• If we write either of them, we are automatically implying the other.
  • Example: If we write down 64 = 82, then the equivalent statement using logarithms is log8 64 = 2.
  • Example: If we write down log3 27 = 3, then the equivalent statement using powers is 33 = 27.

So the two sets of statements, one involving powers and one involving logarithms are equivalent.

In the general case, we have:

Key Point
if x = an then equivalently loga x = n
loga a = 1

  • Let us develop this a little more.
    As 10 = 101 we can write the equivalent logarithmic form log10 10 = 1.
  • Similarly, the logarithmic form of the statement 21 = 2 is log2 2 = 1.
  • In general, for any base a, a = a1 and so loga a = 1.

We can see from the Examples above that indices and logarithms are very closely related. In the same way that we have rules or laws of indices, we have laws of logarithms. These are developed in the following sections.

Types of Logarithms

There are two main types of logarithms that we commonly use: common logarithms and natural logarithms.

1. Common Logarithm:

  • Also known as base 10 logarithms, it's denoted as log10 or simply log.
  • For instance, log (1000) is a common logarithm, representing how many times we need to multiply 10 to get the desired result. 
  • For example, log (100) equals 2 because multiplying 10 by itself twice gives 100.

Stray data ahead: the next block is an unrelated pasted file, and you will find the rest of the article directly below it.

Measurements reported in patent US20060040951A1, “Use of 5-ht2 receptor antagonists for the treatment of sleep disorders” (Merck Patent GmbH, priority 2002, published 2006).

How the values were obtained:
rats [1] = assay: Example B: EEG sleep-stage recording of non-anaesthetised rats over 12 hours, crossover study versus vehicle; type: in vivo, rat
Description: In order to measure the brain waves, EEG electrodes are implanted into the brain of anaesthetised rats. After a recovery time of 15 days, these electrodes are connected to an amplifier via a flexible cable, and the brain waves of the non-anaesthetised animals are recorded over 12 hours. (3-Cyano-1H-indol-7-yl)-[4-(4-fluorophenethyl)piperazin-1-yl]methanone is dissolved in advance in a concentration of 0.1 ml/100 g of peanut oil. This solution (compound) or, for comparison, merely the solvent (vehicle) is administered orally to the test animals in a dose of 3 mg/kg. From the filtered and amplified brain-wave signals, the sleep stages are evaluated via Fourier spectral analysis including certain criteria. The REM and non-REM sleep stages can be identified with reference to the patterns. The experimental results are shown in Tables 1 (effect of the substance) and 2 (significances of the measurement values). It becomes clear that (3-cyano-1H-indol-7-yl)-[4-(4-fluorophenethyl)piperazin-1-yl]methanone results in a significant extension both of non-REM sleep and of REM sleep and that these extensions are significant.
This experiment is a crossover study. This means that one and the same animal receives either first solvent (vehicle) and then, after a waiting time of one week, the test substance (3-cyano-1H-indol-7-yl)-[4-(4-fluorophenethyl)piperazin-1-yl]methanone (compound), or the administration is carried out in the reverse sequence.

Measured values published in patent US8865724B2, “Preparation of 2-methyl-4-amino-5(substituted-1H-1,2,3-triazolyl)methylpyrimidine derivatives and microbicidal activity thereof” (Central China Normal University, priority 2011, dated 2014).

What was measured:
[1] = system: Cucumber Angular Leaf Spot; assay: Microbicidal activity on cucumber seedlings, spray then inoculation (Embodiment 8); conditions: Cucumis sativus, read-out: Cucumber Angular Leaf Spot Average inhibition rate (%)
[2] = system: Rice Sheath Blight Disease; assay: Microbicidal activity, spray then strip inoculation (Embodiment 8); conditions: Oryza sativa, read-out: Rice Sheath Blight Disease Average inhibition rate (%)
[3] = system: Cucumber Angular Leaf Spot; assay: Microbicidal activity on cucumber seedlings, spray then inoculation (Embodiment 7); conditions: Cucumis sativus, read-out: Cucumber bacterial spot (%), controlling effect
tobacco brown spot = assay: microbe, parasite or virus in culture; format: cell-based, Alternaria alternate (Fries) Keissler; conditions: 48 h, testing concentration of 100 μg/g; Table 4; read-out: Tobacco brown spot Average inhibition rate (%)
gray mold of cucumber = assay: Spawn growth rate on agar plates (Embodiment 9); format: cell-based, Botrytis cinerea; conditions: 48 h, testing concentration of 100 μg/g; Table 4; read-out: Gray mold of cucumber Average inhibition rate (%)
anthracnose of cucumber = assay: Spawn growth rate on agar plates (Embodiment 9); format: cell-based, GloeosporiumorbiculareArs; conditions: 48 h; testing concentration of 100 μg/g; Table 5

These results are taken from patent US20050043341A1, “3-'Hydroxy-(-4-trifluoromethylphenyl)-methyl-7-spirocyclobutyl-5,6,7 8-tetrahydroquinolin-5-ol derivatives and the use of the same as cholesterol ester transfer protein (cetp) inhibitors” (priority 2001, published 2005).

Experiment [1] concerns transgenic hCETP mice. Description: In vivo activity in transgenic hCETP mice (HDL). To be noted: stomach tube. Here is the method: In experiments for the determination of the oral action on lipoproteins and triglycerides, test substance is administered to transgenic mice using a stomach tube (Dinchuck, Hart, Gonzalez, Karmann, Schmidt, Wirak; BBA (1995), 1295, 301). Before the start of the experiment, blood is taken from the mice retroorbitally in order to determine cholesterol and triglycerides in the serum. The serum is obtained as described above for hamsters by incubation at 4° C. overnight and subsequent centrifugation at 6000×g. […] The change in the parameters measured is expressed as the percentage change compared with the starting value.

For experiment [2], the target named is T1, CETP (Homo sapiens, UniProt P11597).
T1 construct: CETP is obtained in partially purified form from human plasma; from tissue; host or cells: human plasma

2. Natural Logarithm:

  • Also called base e logarithms, it's represented as ln or loge.
  • Here, "e" stands for Euler’s constant, which is around 2.71828.
  • For instance, ln (78) is a natural logarithm, indicating how many times we need to multiply "e" to get the desired result. 
  • For example, ln (78) equals 4.357, meaning we have to multiply "e" by itself around 4.357 times to get 78.

Rules for Logarithmic Operations

1. Product Rule

When you multiply two logarithmic values, it's like adding their individual logarithms:

logb(mn) = logbm + logbn

2. Division Rule

Dividing two logarithmic values is like subtracting their individual logarithms:

logb(m/n) = logbm - logbn

3. Exponential Rule

The logarithm of a product with a rational exponent is equal to the exponent times its logarithm:

logb(mn) = n logbm

4. Change of Base Rule

Switching between different bases is done by dividing the logarithm in the original base by the logarithm in the new base: